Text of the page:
‘How not to learn’
Technology, if inappropriately used leads to exposure to unlimited content
Madhulika Sagaram M.S., PhD, Environmental Plant Science M.S. Human Resource Development emphasis Curriculum& Instruction,Social and Leadership Development
As an educator, I meet children of all ages and often with a gadget in their hand. Seldom do parents understand the implications of how their child engages and interacts with the gadget. Learning is a continuous process; children learn from every sound, visual, touch, and texture in their surrounding environment.
While technology has been a primer in changing how we function as a society, its effectiveness is limited to magnifying human capacity. While the role of technology has often been glorified to replace the teachers and the human connection, education is not an exception to the functionality of technology. Technology only magnifies human pedagogical capacities, it cannot replace human intervention or the human connect. Just like technology can amplify and magnify human capability it can also augment human shortcomings. This is very true when teachers and parents are not adequately trained to use technology appropriately. While every aspect of our life is being touched by technological advancements, the debate around technology in education has reached a point where people are for or against it. There is a need to refocus our attention and move away from polarisation towards a meaningful dialogue towards using it appropriately in classrooms and life situations involving children. Below are a few examples of parents’ assumptions and the reality of the situation.
–“My child learns through his gadget, he knows all the alphabets, names and capitals of countries and he is only 2 and a half” Myth:Remembering information is learning Reality: Remembering information without any interpretation, understanding and comprehension does not amount to learning. Too much information without experience leads to a false sense of knowing and a loss of zeal in the world around them. –“My 6 year old is learning alphabets, numbers, and words… from the gadget. I want to get her games that will help her learn all subjects separately” Myth:Learning disconnected subjects put into boxes enhances the child’s ability to learn. Reality: Life cannot be understood by breaking it into pieces. All disciplines are extensions of each other with interconnections woven into the fabric of learning. These interconnections is what make learning applicable in daily life. Disconnected learning fragments the child’s ability to comprehend and make meaning of learning and life.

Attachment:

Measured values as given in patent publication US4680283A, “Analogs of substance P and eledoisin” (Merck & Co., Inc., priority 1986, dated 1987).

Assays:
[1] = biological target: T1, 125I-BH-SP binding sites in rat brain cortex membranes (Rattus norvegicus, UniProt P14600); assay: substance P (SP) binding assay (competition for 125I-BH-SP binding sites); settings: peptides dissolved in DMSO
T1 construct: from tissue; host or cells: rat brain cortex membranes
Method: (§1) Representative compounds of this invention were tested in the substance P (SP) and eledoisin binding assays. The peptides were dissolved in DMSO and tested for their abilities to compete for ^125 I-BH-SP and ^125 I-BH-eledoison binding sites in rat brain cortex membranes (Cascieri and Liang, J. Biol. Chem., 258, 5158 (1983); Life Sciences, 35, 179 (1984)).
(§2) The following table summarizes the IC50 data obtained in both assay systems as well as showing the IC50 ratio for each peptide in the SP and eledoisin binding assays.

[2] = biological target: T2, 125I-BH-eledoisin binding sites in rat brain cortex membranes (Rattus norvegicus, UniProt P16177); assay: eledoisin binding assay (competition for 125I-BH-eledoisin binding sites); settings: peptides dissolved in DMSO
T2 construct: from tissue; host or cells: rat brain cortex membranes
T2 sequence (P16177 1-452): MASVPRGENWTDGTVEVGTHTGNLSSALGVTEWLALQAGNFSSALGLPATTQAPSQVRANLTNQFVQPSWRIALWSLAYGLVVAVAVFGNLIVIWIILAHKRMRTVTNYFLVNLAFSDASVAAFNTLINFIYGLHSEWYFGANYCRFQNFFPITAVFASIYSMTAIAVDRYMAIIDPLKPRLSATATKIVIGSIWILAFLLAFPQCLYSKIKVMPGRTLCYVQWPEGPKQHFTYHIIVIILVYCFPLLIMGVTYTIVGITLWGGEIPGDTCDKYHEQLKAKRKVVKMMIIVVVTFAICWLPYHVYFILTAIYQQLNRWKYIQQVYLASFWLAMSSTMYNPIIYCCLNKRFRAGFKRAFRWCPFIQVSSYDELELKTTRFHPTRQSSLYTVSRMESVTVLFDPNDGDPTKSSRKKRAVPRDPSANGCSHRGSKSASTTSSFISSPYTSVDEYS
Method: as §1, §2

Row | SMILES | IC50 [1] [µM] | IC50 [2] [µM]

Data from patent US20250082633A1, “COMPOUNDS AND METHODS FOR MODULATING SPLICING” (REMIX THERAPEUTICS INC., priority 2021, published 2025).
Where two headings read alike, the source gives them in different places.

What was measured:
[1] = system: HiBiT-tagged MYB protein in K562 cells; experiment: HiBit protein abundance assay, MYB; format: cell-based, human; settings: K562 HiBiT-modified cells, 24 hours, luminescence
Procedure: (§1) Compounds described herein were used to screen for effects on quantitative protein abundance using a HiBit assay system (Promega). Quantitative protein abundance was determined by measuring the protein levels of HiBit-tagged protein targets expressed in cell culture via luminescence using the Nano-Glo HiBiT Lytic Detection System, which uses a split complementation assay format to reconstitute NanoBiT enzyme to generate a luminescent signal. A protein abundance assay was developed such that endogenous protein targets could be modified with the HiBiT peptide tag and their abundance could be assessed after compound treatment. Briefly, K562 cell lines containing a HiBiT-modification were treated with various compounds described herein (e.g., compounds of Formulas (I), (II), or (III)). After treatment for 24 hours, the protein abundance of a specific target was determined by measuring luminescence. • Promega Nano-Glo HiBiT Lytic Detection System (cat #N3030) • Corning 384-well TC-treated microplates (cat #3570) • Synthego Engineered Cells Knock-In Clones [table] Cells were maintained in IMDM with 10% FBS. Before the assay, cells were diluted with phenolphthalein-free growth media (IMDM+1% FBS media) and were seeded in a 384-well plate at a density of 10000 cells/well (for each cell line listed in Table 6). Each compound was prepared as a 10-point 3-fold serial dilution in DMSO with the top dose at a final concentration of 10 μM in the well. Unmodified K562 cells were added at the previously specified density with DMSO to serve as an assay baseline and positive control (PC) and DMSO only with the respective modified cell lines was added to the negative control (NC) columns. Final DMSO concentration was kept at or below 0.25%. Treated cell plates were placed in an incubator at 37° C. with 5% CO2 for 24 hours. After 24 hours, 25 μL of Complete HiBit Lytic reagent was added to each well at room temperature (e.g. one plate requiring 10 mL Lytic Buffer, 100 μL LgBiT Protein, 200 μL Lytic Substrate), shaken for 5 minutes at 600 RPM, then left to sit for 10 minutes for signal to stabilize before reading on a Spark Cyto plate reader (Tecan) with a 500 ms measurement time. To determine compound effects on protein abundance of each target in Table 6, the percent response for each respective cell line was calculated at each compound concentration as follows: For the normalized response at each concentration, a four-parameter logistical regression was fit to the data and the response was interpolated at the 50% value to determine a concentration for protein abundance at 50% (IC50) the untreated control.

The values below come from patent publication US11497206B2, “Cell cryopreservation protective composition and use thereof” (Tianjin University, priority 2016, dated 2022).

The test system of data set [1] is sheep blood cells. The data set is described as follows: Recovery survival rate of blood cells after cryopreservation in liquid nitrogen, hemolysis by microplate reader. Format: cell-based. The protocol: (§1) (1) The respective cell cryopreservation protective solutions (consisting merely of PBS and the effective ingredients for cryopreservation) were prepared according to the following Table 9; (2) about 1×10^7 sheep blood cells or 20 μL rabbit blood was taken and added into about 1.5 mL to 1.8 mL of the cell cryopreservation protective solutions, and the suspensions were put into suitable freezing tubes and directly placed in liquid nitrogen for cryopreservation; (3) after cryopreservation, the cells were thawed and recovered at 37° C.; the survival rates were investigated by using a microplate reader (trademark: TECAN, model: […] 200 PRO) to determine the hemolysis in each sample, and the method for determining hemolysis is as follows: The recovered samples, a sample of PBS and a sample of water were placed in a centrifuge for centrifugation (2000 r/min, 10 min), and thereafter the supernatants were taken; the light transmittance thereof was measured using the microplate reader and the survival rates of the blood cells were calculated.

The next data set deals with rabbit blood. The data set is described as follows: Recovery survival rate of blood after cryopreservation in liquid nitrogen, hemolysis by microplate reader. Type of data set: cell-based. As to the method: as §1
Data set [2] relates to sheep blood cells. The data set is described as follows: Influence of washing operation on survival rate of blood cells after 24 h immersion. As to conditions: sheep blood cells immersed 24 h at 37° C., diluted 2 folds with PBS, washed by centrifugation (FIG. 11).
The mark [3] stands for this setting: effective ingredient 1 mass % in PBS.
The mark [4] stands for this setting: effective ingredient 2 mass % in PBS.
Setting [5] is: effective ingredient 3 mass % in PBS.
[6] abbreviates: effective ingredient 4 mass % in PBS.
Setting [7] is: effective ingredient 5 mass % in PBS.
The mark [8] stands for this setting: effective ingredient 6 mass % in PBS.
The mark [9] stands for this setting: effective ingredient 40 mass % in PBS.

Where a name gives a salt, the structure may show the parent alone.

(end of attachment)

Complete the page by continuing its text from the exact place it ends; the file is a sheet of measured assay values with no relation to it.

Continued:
–“I do not need books or a teacher for my child, she learns through her gadget. She is playing on the gadget most of the time, I want her to learn only through the gadget” Myth: A gadget improves learning, it makes the child focused Reality: A child’s identity develops through what holds their imagination and experience. Technology is a tool that augments human capability, it cannot replace human capability. The moving and shifting imagery in a gadget might impact the ability of the child to develop attention and listening skills. –“My child memorises everything from the gadget, she is always with the gadget” Myth: Memorisation of content is learning Reality: Memorisation of content amounts to repetition not learning. Memory is not limited to the brain, entire human body carries memory. It is essential that the child is engaged in embodied learning involving all senses, movement of limbs and body as a whole without which the total capacity of their learning ability will not be reached. The balance between the desirable and the undesirable propensities varies from child to child. In general, the undesirable propensities including distraction and attention deficit win over when adult supervision and human interaction are replaced with a gadget. Technology in the current scenario has become an important source of entertainment.
Many a time, technology in education also becomes a source for entertainment. While, technology can also support learning, it is quite attractive to choose entertainment over learning. Then learning becomes entertainment, a source to remain occupied rather than engage in critical thinking, analytical reasoning, engagement and experience. Schools and teachers along with parents should be equipped, aware and comprehend the damage that can happen to a child’s learning ability and personality if appropriate guidance is not provided in the use of technology.